“I have been called to testify before this committee, and I will do so on Monday,” Stirewalt said on NewsNation, where he serves as political editor.
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He told anchor Adrienne Bankert that he was “not in a position now to tell you what my testimony will be about,” but said that he wanted to make a full disclosure.
The committee already has indicated that it would explore how Donald Trump’s false election claims were spread in the media.
Stirewalt was dropped from Fox News in January 2021, in what the network said was a restructuring. But Stirewalt later wrote that he was fired from the network after defending the Fox News decision desk’s call of Arizona for Joe Biden on Election Night, the first major signal that Trump would lose his bid for re-election. That triggered a backlash against the network by Trump and his supporters. He’s authored an upcoming book, Broken News: Why the Media Rage Machine Divides America and How to Fight Back, to be published in August.
A representative for the committee did not immediately respond to a request for comment.
In a piece that Stirewalt wrote for the Los Angeles Times after his departure, he wrote, “Having been cosseted by self-validating coverage for so long, many Americans now consider any news that might suggest that they are in error or that their side has been defeated as an attack on them personally. The lie that Trump won the 2020 election wasn’t nearly as much aimed at the opposing party as it was at the news outlets that stated the obvious, incontrovertible fact.”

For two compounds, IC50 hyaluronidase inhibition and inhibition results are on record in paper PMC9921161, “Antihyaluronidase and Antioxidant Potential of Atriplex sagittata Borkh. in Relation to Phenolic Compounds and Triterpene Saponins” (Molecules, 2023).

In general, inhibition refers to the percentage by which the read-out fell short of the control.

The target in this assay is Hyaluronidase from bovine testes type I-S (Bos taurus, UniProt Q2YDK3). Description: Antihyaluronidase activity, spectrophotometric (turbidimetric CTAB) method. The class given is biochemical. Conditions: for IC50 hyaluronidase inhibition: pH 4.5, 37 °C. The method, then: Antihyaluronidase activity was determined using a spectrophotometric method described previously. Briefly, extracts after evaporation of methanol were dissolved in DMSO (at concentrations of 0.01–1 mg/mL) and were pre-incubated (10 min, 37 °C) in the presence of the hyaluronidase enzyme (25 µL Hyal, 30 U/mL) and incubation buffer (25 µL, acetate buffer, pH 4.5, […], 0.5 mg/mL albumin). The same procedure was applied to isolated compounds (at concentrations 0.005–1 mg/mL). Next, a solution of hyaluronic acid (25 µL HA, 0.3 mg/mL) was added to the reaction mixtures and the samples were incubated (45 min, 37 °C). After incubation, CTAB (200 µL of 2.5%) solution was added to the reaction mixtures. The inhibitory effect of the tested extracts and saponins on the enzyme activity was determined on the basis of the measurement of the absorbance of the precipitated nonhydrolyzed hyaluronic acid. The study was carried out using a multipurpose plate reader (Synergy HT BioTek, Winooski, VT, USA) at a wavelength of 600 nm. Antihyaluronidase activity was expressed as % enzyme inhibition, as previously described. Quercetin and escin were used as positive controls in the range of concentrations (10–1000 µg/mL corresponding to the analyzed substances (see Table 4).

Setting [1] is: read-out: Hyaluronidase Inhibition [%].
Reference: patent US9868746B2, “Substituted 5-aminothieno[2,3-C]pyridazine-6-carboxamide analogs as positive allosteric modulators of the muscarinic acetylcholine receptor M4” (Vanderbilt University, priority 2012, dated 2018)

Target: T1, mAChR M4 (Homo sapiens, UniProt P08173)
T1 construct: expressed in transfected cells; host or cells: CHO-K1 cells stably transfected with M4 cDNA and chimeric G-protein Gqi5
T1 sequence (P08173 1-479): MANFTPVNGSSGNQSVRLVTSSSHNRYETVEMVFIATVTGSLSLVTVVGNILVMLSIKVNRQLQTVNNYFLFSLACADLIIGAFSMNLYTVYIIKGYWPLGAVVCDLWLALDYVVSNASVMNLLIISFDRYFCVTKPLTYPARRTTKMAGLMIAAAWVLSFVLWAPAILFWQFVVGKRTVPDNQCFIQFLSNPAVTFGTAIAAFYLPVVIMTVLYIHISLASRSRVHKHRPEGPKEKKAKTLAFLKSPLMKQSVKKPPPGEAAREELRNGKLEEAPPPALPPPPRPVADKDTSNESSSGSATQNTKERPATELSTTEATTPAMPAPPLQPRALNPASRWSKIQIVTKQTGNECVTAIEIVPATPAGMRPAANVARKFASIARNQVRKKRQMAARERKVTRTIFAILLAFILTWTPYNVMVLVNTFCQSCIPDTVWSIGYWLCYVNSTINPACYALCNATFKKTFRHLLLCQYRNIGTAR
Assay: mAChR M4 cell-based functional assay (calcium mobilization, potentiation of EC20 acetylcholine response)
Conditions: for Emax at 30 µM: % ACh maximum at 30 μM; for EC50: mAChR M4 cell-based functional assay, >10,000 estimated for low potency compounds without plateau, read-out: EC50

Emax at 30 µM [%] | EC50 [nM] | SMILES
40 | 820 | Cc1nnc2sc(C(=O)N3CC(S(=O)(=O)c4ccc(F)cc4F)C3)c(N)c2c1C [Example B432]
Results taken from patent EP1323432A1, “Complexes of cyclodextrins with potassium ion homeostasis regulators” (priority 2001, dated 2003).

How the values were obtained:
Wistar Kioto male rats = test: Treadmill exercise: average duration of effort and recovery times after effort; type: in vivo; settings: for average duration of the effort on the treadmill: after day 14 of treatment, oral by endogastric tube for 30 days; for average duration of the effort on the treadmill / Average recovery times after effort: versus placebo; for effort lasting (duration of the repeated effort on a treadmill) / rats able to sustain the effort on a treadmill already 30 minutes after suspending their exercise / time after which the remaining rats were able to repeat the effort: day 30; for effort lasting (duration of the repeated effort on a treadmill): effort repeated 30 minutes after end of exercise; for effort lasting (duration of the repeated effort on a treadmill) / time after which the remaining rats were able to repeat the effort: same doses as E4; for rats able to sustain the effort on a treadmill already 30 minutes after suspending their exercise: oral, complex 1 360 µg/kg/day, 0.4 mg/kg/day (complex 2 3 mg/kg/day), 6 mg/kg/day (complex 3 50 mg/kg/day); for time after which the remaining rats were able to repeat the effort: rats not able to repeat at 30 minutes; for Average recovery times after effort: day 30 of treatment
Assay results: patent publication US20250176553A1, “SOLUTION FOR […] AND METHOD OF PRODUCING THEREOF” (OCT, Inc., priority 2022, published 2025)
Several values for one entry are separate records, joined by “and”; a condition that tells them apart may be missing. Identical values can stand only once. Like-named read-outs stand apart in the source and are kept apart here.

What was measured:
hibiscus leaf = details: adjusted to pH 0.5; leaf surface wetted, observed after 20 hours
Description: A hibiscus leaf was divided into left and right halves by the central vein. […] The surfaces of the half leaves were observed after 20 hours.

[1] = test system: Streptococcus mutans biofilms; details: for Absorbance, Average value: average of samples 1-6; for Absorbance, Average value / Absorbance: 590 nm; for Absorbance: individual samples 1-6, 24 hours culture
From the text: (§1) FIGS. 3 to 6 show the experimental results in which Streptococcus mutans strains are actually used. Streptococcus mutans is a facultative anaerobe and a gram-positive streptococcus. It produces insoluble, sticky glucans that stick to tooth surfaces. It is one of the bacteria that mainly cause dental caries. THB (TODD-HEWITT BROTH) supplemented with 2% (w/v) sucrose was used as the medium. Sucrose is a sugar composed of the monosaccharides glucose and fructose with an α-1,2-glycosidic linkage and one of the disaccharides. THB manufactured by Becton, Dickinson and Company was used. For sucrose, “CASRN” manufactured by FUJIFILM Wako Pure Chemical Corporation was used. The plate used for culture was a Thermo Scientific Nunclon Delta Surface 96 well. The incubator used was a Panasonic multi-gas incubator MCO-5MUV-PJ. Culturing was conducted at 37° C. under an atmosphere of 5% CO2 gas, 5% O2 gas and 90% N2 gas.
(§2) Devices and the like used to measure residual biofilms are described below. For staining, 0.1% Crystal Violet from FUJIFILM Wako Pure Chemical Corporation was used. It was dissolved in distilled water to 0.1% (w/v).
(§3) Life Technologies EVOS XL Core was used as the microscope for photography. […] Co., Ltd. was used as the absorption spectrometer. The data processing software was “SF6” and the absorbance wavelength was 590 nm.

He added, “What tugs at my mind after seeing a mob of enthusiastic ignoramuses sack the Capitol, though, is whether that sophistication will come quickly enough when outlets have the means to cater to every unhealthy craving of their consumers.”
On Thursday, as other broadcast and cable network pre-empted programming to carry the committee’s first primetime hearing, Fox News Channel stuck with its lineup of opinion hosts during the hearing itself, including Tucker Carlson and Sean Hannity, while anchors Bret Baier and Martha MacCallum covered the event on Fox Business Network. Hannity’s name came up during the hearing, when the committee’s co-chair, Rep. Liz Cheney (R-WY) read a text that he sent to Kayleigh McEnany, then White House press secretary and now a Fox News contributor, in the aftermath of the Capitol attack.
Cheney said at the hearing, “Sean Hannity wrote in part: ‘Key now, no more crazy people.’ ‘No more stolen election talk.’ ‘Yes, impeachment and 25th amendment are real, and many people will quit.’ Ms. McEnany responded in part: ‘Love that. That’s the playbook.’”
Cheney’s point was that White House staff knew that Trump was spreading false conspiracies about the election and that he needed to be “cut off” from those who were spreading the theories.
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